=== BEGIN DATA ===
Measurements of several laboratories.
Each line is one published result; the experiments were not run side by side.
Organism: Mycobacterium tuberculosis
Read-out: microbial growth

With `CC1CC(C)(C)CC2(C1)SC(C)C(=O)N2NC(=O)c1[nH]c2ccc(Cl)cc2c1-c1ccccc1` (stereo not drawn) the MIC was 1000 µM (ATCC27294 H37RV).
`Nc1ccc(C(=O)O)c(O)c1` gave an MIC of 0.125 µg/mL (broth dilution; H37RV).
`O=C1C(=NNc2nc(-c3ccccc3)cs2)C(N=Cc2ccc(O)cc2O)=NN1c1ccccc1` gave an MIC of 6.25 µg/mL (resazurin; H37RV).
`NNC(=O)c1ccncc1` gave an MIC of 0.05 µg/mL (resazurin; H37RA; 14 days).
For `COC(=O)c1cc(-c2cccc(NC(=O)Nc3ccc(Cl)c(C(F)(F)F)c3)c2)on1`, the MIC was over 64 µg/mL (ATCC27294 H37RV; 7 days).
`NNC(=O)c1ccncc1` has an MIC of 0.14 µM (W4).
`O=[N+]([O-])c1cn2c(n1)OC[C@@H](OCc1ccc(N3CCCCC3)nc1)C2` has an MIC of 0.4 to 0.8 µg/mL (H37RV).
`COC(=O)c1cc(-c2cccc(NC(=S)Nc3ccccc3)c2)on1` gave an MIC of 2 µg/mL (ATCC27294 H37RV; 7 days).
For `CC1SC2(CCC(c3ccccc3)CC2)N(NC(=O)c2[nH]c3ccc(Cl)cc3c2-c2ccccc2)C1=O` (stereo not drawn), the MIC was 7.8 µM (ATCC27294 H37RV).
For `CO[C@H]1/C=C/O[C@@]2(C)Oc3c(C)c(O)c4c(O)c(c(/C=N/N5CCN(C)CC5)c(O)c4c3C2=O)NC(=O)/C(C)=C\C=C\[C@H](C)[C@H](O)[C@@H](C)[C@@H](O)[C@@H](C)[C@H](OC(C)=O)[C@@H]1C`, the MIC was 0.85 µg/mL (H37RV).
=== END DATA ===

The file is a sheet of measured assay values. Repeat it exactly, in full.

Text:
Measurements of several laboratories.
Each line is one published result; the experiments were not run side by side.
Organism: Mycobacterium tuberculosis
Read-out: microbial growth

With `CC1CC(C)(C)CC2(C1)SC(C)C(=O)N2NC(=O)c1[nH]c2ccc(Cl)cc2c1-c1ccccc1` (stereo not drawn) the MIC was 1000 µM (ATCC27294 H37RV).
`Nc1ccc(C(=O)O)c(O)c1` gave an MIC of 0.125 µg/mL (broth dilution; H37RV).
`O=C1C(=NNc2nc(-c3ccccc3)cs2)C(N=Cc2ccc(O)cc2O)=NN1c1ccccc1` gave an MIC of 6.25 µg/mL (resazurin; H37RV).
`NNC(=O)c1ccncc1` gave an MIC of 0.05 µg/mL (resazurin; H37RA; 14 days).
For `COC(=O)c1cc(-c2cccc(NC(=O)Nc3ccc(Cl)c(C(F)(F)F)c3)c2)on1`, the MIC was over 64 µg/mL (ATCC27294 H37RV; 7 days).
`NNC(=O)c1ccncc1` has an MIC of 0.14 µM (W4).
`O=[N+]([O-])c1cn2c(n1)OC[C@@H](OCc1ccc(N3CCCCC3)nc1)C2` has an MIC of 0.4 to 0.8 µg/mL (H37RV).
`COC(=O)c1cc(-c2cccc(NC(=S)Nc3ccccc3)c2)on1` gave an MIC of 2 µg/mL (ATCC27294 H37RV; 7 days).
For `CC1SC2(CCC(c3ccccc3)CC2)N(NC(=O)c2[nH]c3ccc(Cl)cc3c2-c2ccccc2)C1=O` (stereo not drawn), the MIC was 7.8 µM (ATCC27294 H37RV).
For `CO[C@H]1/C=C/O[C@@]2(C)Oc3c(C)c(O)c4c(O)c(c(/C=N/N5CCN(C)CC5)c(O)c4c3C2=O)NC(=O)/C(C)=C\C=C\[C@H](C)[C@H](O)[C@@H](C)[C@@H](O)[C@@H](C)[C@H](OC(C)=O)[C@@H]1C`, the MIC was 0.85 µg/mL (H37RV).